Since I am going to give a talk on Jewish humor during my next visit to Japan next February, I have recently given much thought to Jewish humor, which is Ashkenazic humor to all intents and purposes, and to sense of humor in general and its cultural and individual differences. Many factors can constitute communication problems not only between people from different cultures but even between those from the same culture. As far as I am concerned, the fact that my interlocutor(s) have no or a totally different sense of humor is factor No. 1 for communication problems. Of course, I am claiming neither that having no sense of humor is a shortcoming in absolute terms nor that my sense of humor is better than some other sense of humor. But the fact remains that I always find it not only boring and frustrating but even scary to speak with (or to) such people.
I am not sure whether sense of humor is innate or acquired or even both. But I remember that when I first heard or read Ashkenazic jokes, I felt at home, as I am cynical and sarcastic by nature. Since then I have been heavily influenced by Ashkenazic humor through massive and constant exposure to it. For someone like me with a cynical and sarcastic sense of humor, life was not so easy in Japan, where many people are too serious and have no sense of humor. So when I was about to leave Japan for Israel, I thought that I would have something to expect for in this respect. It is true that I really enjoy shmoozing with many people, especially in their fifties or older, who have Yiddish background because of their sense of humor, but on the other hand, I have also found that even in Israel there are enough people who have no or a totally different sense of humor. Lack of sense of humor manifests itself, among others, in that they not only do not smile but also have no facial expression whatsoever. Their faces remain stern as if smiling even a little were a grave sin.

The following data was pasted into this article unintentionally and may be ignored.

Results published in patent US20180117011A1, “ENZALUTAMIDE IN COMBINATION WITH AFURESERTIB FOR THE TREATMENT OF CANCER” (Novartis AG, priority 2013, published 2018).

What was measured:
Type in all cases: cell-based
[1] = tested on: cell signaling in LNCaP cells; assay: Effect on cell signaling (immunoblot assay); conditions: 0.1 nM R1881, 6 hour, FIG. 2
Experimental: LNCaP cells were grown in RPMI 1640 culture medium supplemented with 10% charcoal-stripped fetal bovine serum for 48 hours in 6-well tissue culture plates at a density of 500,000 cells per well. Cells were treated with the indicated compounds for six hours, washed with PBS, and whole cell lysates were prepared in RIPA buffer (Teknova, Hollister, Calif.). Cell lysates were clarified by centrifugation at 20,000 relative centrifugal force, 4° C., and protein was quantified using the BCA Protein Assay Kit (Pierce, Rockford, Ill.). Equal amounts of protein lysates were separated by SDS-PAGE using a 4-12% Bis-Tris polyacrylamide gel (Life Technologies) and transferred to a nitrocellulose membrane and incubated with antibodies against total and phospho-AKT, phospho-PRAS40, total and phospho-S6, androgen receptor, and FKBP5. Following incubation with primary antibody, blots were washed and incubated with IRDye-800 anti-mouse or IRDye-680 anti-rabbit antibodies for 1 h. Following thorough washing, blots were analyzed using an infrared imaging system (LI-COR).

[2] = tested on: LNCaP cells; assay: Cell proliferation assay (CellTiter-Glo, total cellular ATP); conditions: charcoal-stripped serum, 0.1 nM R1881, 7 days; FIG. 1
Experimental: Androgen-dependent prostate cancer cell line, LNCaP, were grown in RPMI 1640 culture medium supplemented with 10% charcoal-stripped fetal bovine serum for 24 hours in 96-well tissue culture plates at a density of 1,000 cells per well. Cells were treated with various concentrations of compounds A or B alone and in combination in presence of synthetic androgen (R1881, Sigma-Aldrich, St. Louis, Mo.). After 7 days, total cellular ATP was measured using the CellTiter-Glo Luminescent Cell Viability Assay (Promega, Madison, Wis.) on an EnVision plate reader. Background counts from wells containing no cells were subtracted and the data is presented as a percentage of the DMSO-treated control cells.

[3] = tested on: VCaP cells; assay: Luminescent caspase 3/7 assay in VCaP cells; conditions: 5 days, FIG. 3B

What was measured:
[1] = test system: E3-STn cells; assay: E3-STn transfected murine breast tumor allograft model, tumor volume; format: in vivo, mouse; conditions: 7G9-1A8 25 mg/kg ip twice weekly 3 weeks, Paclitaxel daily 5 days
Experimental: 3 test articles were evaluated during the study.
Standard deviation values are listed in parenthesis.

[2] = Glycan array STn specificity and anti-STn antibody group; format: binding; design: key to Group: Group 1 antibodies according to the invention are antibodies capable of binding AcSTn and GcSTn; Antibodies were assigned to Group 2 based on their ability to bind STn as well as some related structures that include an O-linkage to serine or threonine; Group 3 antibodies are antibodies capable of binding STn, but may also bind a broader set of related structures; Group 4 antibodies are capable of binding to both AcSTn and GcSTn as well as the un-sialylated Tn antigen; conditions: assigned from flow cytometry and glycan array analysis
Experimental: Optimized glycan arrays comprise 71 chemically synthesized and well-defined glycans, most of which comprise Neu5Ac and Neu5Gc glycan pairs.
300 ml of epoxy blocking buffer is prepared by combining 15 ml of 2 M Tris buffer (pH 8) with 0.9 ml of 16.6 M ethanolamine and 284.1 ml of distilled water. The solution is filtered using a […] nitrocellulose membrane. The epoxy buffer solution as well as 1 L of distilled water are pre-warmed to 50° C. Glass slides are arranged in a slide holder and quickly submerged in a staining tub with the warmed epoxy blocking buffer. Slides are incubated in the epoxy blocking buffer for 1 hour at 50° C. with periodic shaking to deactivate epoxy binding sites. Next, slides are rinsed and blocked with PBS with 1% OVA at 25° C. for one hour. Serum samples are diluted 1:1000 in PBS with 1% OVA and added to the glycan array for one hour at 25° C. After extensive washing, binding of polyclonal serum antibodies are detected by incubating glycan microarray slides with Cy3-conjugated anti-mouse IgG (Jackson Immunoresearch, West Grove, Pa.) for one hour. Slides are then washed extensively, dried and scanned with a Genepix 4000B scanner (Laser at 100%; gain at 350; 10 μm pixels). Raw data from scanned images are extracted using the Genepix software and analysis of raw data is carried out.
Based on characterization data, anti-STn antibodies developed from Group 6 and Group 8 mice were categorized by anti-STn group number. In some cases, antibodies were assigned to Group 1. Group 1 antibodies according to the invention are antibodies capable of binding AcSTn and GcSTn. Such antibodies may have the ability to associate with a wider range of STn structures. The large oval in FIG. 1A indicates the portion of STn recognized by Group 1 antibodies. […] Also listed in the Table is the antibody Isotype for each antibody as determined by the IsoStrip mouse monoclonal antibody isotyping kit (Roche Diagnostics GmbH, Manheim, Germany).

Differences, whether cultural or individual, in the sense of humor as a possible factor for communication problems are more subtle than total lack of sense of humor. Furthermore, individual differences are far more problematic than cultural differences, especially because many of us are liable to see others stereotypically. For example, not every native speaker of Yiddish has the same sense of humor, nor is he or she a born comedian, though many are. ;-)
If I had a choice, I would stay away from people with no or a totally different sense of humor. But for a number of social roles I am supposed to assume this is not always possible. I have given up any hope of pleasing them and making them smile and have reconciled with the fact I have communication problems with them.